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Robotic Automations

Agora raises $34B Series B to keep building the Carta for real estate | TechCrunch


Since he was very young, Bar Mor knew that he would inevitably do something with real estate. His family was involved in all types of real estate projects, from ground-up construction to managing residential, commercial and retail properties. But unlike his parents, Mor also had a passion for technology. His interest in tech was reinforced […]

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Software Development in Sri Lanka

Robotic Automations

LanceDB, which counts Midjourney as a customer, is building databases for multimodal AI | TechCrunch


Chang She, previously the VP of engineering at Tubi and a Cloudera veteran, has years of experience building data tooling and infrastructure. But when She began working in the AI space, he quickly ran into problems with traditional data infrastructure — problems that prevented him from bringing AI models into production. “Machine learning engineers and […]

© 2024 TechCrunch. All rights reserved. For personal use only.


Software Development in Sri Lanka

Robotic Automations

OpenAI says it's building a tool to let content creators 'opt out' of AI training | TechCrunch


OpenAI says it’s developing a tool to let creators better control how their content is used in AI.

Called Media Manager, the tool — once it’s released — will allow creators and content owners to identify their works to OpenAI and specify how they want those works to be included or excluded from AI research and training. The goal is to have the tool in place by 2025, OpenAI says, as the company works with creators, content owners and regulators toward a common standard.

“This will require cutting-edge machine learning research to build a first-ever tool of its kind to help us identify copyrighted text, images, audio and video across multiple sources and reflect creator preferences,” OpenAI writes in a blog post. “Over time, we plan to introduce additional choices and features.”


Software Development in Sri Lanka

Robotic Automations

Amae Health is building an in-person approach to mental healthcare in an increasingly digital space | TechCrunch


When Sonia García and Stas Sokolin decided to launch Amae Health to solve the broken care system for people with severe mental illness, they were already intimately familiar with the industry’s issues.

“I started thinking about this problem a very long time ago,” said Sokolin, Amae’s CEO. “I grew up with a sister who had bipolar disorder for many, many years, and as a family we always struggled to find her care. It seemed like everything was so piecemeal, and it broke our family apart.”

Garcia had her own experiences with the mental healthcare system, too. She lost her father to suicide when she was 16 years old, and then she and her family spent years as caregivers for her brother with schizoaffective and bipolar disorder. Sokolin and García were introduced by mutual friends at Stanford because they were both passionate about this area. The pair knew the system could be better.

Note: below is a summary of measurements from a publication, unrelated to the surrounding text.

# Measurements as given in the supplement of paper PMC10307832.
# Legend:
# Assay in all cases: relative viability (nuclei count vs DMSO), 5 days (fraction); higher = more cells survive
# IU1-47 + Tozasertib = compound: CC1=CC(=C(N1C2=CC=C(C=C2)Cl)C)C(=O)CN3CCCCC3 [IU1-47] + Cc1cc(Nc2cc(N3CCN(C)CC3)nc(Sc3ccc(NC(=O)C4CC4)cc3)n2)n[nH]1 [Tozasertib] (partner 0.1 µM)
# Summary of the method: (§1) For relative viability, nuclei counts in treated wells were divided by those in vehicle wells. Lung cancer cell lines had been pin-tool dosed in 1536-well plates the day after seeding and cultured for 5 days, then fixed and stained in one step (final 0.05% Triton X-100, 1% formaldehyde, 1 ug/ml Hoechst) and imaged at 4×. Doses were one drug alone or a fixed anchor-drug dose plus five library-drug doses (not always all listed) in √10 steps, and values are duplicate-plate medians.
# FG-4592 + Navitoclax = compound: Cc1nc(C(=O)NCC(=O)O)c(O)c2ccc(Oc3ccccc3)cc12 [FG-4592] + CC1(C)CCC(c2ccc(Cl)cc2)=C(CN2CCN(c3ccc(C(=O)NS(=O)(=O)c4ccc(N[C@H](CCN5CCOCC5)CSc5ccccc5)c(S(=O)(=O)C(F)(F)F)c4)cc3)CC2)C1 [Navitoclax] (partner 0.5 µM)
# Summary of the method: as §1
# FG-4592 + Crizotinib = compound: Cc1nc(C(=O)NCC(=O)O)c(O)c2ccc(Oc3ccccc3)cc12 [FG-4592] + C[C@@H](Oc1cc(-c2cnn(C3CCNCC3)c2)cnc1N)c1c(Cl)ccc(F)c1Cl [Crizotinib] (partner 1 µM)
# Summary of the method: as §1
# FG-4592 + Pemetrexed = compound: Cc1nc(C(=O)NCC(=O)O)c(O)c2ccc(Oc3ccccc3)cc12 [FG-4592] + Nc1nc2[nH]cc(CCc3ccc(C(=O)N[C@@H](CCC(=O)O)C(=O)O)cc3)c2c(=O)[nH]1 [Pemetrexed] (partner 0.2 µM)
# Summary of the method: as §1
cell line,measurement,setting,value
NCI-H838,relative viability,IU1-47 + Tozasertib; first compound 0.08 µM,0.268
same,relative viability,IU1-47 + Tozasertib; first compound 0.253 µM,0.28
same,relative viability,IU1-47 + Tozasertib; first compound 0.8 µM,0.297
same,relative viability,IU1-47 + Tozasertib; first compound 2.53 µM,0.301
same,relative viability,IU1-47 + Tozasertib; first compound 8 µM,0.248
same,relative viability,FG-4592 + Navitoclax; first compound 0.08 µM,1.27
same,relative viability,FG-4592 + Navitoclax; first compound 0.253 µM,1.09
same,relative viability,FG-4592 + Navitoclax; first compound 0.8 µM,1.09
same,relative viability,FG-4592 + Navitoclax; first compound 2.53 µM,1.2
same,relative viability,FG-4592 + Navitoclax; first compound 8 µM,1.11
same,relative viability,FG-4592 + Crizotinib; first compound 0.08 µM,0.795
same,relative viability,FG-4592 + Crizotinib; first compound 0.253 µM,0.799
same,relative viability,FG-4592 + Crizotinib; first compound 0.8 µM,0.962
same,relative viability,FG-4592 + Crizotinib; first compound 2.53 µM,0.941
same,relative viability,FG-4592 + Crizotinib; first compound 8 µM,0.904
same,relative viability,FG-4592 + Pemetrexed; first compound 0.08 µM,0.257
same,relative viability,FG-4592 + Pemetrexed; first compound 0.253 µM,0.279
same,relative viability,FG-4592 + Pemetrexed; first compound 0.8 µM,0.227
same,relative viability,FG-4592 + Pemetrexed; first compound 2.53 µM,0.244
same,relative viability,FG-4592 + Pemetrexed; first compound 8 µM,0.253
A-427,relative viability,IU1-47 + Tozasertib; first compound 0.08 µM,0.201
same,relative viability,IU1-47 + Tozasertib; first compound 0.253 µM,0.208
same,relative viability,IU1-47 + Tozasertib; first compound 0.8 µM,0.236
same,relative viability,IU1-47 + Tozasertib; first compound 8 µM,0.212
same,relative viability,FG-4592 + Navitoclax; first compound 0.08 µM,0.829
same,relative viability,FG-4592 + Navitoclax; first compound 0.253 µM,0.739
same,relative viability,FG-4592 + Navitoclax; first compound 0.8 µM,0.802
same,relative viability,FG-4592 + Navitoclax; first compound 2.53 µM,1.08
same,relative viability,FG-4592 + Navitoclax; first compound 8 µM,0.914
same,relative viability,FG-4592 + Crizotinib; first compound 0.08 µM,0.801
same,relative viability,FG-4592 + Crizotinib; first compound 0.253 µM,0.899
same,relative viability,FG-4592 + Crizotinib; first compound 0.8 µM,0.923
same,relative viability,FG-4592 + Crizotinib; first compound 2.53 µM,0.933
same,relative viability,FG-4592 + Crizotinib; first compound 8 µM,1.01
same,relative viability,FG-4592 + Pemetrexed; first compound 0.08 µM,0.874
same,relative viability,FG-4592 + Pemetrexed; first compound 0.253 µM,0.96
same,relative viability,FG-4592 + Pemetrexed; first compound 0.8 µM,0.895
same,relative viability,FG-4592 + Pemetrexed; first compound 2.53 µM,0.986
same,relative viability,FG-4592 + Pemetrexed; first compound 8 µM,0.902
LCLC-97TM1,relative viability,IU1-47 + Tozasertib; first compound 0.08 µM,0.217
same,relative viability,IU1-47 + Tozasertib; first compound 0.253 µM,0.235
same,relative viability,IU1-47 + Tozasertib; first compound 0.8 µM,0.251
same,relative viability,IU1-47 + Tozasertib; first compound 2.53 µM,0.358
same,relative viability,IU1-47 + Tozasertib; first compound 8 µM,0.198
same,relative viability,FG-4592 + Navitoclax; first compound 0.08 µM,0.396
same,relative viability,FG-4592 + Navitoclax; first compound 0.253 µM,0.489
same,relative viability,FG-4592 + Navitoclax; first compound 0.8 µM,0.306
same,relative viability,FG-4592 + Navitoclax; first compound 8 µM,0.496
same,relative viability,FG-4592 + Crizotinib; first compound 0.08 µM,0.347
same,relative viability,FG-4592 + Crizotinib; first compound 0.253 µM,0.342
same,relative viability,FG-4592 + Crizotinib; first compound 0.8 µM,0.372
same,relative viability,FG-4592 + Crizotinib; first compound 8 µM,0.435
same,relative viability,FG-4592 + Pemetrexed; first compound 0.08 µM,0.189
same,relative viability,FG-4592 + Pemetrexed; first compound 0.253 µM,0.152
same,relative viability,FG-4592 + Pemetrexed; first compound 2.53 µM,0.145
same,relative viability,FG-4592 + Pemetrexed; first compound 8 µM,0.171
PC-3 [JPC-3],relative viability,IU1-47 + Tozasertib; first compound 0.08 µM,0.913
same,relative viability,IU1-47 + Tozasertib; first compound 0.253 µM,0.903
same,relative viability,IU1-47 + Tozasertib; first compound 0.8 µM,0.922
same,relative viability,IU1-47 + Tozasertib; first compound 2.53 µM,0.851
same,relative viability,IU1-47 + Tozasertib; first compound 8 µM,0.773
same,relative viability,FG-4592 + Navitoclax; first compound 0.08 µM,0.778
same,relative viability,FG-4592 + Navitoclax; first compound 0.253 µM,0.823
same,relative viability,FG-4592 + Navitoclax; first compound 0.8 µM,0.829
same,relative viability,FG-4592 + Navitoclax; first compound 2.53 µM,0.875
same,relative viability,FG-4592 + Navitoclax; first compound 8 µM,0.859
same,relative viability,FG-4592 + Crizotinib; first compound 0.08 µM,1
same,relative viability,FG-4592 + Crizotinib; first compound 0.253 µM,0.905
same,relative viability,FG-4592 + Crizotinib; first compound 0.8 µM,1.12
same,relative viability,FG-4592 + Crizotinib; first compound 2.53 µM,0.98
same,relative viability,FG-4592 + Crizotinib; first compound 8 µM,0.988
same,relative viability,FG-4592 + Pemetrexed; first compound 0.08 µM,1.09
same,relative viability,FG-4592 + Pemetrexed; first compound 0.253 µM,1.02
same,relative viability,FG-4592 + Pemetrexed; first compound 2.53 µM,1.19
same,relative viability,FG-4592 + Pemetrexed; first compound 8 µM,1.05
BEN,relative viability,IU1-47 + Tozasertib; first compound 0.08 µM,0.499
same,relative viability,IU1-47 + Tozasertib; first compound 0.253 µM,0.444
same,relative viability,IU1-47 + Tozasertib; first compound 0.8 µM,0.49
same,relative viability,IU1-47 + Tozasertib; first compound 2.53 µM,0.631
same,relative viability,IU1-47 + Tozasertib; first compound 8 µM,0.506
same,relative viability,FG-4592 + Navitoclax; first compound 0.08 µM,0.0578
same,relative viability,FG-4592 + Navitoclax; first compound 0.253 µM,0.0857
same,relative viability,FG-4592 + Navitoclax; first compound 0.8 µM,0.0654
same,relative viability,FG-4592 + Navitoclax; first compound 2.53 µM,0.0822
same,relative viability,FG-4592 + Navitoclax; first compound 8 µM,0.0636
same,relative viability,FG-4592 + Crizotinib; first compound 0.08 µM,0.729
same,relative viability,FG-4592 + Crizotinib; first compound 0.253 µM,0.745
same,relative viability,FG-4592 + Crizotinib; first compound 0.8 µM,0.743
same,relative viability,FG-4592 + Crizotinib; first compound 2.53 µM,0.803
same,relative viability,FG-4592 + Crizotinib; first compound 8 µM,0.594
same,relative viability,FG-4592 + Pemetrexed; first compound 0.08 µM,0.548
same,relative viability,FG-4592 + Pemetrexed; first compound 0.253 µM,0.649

They launched Amae Health in 2022 to be a new approach to helping patients with severe mental illness. Amae brings resources — including family and individual therapy, social workers, psychiatric care and medicine management — all under one roof. One physical roof, that is, as Amae is focused on an in-person approach. The startup hired Dr. Scott Fears, who had experience with this all-encompassing care approach through his work with the Los Angeles Veterans Affair Hospital, so they could iterate on and improve an existing model as opposed to starting a new one from scratch.

Amae Health just raised a $15 million Series A round led by Quiet Capital with participation from Healthier Capital, former One Medical CEO Amir Dan Rubin’s firm; Baszucki Group and Index Ventures partner Mike Volpi, in addition to all of the company’s seed investors. The startup currently has one clinic in Los Angeles and plans to use the capital to expand. Its next center will be in Raleigh, North Carolina, with locations in Houston, Ohio and New York to follow shortly after.

The funds will also be used to continue building out the company’s data platform. Sokolin said the company is using AI to go through the troves of data it collects at its clinic to find ways they can continue to improve care.

Over the past few years, many startups have launched to improve the mental healthcare system, but Amae Health’s focus area and approach stand out. Most of the mental health startups that launched in the pandemic are digital first and focused on anxiety and depression. Amae looks very different.